Another bad result for Angela Merkel

The status quo in Germany is quaking, but there isn’t a fresh movement to take its place.

Sabine Beppler-Spahl
Germany Correspondent

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Topics Politics World

For Angela Merkel’s party, the Christian Democratic Union (CDU), last Sunday was yet another bad day. It received historically bad results in two important local state elections. ‘With September’s federal elections just six months away, the CDU must now reckon with the possibility of being ousted after 16 years in office’, writes Daniel Johnson, the former Germany correspondent for the Daily Telegraph.

Voting took place in two south-western states: Baden-Württemberg and Rhineland-Palatinate. Baden-Württemberg is Germany’s third largest federal state and an industrial powerhouse. It is home to Mercedes, Bosch and Porsche. There, the CDU won a mere 24.1 per cent of the vote. In the 1980s, it got well over 50 per cent in this region. In Rhineland-Palatinate, the CDU got around 27 per cent, down from 31.8 per cent in 2016.

These disastrous results have increased the party leadership’s sense of insecurity. It has yet again postponed the announcement of its candidate for chancellor in the September federal elections. The popularity ratings of all the leading potential candidates have plummeted. In addition to its failures over the rollout of Covid vaccinations – a situation that has been made even more chaotic by the suspension of the AstraZeneca vaccine – the CDU has been riddled by a seemingly endless series of corruption scandals. These scandals have even affected the new party leader, Armin Laschet, who was appointed only two months ago.

The troubles affecting the CDU could be good news for those hoping for political change. And yet, as has often been the case in Germany in recent years, last Sunday’s elections did not generate a sense of optimism or a feeling that a new departure might be possible. ‘There is no taste for change’, said the general secretary of the CDU, despite acknowledging the party’s bad losses.

And indeed, in both states, the electorate seemed to confirm, rather than reject, the established order. So in Rhineland-Palatinate, Malu Dreyer of the Social Democrats (SPD) managed to defend her position as the state’s minister-president (even though her vote share declined and she achieved the SPD’s worst result in the region since 1959). And in Baden-Württemberg, Winfried Kretschmann, a 72-year-old long-time member of the Green Party, was elected for a third term.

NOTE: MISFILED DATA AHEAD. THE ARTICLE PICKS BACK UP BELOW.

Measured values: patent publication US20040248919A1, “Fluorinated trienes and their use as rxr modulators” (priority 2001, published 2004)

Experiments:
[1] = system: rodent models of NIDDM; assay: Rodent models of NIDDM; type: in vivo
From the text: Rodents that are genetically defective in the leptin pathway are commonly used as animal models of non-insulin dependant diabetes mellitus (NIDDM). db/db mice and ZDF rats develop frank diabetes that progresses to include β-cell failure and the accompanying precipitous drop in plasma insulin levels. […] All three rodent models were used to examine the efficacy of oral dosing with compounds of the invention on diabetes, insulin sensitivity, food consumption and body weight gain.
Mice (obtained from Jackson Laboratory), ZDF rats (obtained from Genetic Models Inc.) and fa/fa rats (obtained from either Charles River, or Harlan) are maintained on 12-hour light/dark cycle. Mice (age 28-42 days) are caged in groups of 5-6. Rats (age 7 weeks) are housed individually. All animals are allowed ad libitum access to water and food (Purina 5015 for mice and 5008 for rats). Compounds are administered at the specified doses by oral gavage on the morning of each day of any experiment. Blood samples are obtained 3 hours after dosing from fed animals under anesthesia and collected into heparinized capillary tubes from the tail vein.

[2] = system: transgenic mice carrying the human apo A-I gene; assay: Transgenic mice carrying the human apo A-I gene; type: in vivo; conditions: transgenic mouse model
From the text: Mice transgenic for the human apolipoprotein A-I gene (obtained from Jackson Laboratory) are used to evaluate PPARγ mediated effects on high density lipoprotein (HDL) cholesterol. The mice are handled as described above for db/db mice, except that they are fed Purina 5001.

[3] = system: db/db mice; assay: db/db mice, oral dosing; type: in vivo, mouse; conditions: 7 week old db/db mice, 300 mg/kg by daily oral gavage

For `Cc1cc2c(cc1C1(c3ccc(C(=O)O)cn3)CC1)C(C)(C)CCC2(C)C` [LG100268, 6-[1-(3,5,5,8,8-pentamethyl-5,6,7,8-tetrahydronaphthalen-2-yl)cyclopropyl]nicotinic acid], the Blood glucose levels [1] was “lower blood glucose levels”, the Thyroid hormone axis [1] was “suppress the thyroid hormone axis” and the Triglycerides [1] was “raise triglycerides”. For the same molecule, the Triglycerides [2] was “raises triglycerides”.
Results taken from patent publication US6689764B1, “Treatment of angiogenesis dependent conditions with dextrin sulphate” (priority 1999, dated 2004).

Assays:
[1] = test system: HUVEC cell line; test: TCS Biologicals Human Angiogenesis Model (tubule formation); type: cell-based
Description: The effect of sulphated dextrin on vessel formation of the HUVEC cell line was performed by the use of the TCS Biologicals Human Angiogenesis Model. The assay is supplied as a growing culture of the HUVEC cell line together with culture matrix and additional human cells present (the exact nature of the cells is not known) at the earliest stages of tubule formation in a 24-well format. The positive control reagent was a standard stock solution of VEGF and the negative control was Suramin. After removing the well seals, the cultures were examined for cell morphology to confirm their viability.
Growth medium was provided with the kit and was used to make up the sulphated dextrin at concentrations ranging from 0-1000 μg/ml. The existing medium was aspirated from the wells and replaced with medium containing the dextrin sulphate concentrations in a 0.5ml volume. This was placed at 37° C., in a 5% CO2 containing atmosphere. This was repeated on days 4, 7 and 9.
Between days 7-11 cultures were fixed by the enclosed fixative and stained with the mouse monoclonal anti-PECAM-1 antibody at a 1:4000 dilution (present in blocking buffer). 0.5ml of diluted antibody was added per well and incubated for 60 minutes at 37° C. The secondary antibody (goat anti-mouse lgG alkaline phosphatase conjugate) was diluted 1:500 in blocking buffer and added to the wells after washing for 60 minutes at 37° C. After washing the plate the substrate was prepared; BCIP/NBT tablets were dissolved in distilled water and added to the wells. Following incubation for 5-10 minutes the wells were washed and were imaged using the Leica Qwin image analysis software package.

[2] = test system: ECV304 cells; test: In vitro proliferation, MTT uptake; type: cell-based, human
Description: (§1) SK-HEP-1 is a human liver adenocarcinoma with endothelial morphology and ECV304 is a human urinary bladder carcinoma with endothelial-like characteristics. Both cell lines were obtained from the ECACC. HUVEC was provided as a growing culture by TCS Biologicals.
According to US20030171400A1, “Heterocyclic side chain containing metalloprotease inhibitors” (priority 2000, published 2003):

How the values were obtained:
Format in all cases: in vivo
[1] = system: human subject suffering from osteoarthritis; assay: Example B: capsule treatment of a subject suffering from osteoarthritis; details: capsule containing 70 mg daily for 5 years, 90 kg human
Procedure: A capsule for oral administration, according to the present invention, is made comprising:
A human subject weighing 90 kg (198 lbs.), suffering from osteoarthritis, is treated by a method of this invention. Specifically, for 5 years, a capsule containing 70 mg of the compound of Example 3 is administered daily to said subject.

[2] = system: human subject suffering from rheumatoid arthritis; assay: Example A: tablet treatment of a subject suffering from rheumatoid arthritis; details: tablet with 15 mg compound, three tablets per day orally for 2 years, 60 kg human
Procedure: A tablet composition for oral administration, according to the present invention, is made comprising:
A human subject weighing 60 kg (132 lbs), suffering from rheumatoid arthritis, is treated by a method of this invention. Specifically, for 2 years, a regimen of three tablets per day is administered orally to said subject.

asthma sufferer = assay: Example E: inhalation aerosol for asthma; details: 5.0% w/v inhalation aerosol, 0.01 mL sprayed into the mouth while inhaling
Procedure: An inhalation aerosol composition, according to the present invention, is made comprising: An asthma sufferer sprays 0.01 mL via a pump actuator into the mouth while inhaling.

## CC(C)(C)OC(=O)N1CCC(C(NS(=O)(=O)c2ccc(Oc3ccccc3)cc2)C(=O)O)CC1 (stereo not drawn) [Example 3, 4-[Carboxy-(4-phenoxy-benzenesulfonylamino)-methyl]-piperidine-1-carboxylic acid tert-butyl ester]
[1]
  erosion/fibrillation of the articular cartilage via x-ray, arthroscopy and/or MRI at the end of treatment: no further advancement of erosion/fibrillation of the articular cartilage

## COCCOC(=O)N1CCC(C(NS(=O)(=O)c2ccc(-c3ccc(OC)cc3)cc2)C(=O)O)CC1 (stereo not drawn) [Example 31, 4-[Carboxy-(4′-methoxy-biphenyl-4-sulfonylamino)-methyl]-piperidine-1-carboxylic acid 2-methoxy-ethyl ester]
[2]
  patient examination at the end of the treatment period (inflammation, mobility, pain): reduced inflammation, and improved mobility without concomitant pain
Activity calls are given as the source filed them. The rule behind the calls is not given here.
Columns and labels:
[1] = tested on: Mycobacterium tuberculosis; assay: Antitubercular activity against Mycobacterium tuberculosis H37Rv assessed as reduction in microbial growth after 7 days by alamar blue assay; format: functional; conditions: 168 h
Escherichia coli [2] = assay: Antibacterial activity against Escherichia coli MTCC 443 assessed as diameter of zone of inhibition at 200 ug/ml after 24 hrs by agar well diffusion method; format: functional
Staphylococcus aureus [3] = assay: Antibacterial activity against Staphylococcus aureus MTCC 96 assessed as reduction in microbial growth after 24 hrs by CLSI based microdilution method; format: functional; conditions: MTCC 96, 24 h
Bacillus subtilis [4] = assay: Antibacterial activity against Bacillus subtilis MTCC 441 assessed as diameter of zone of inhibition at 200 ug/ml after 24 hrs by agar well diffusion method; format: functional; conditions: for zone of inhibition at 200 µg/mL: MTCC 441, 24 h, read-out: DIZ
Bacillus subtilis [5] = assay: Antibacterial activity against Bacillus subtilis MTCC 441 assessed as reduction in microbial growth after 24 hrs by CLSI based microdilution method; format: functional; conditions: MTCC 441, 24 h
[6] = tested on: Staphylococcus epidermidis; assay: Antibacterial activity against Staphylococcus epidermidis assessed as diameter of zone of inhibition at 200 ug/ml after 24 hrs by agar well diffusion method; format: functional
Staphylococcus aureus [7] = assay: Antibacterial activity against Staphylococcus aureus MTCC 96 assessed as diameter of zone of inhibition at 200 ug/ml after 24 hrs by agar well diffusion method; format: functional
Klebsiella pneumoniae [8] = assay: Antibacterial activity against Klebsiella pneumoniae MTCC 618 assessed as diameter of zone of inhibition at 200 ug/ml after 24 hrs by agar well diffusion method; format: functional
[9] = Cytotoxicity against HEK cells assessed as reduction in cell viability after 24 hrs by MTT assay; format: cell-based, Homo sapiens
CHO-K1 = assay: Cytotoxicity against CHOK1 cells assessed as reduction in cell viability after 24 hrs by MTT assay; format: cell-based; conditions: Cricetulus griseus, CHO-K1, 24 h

The endorsement of Kretschmann in particular – he’s a self-confessed Merkel fan – can be seen as a defence of the status quo. His admiration for Merkel is almost embarrassing – in 2015 he said he prayed for the chancellor every day when she was coming under pressure because of the refugee crisis. His 2021 election slogan – ‘You know me’ – was cheap plagiarism; Merkel used almost the exact same slogan in 2013. And like Merkel, who has been called the crisis chancellor, Kretschmann emphasises crises and dangers. He speaks frequently about the climate crisis, the corona crisis, the structural crisis, the democracy crisis. ‘Germans… prefer pragmatism and teamwork’, and most voters opted for ‘stability, security and familiarity’, Daniel Johnson argues.

To an extent, this is true. Johnson’s analysis is shared by the blogger and lockdown critic Boris Reitschuster. In an article titled ‘Germans vote for business as usual’, Reitschuster deplored the fact that the vast majority of voters supported parties that stand for a hard Covid response. ‘If you add the Greens, the CDU and the SPD together, that’s 66 per cent’, he wrote. And indeed, the two re-elected regional prime ministers hardly deviate from the pro-lockdown line of the Merkel government. Yet rather than saying that Germans are hopelessly addicted to the status quo, we should acknowledge that real political change is a hard struggle, and it doesn’t happen overnight.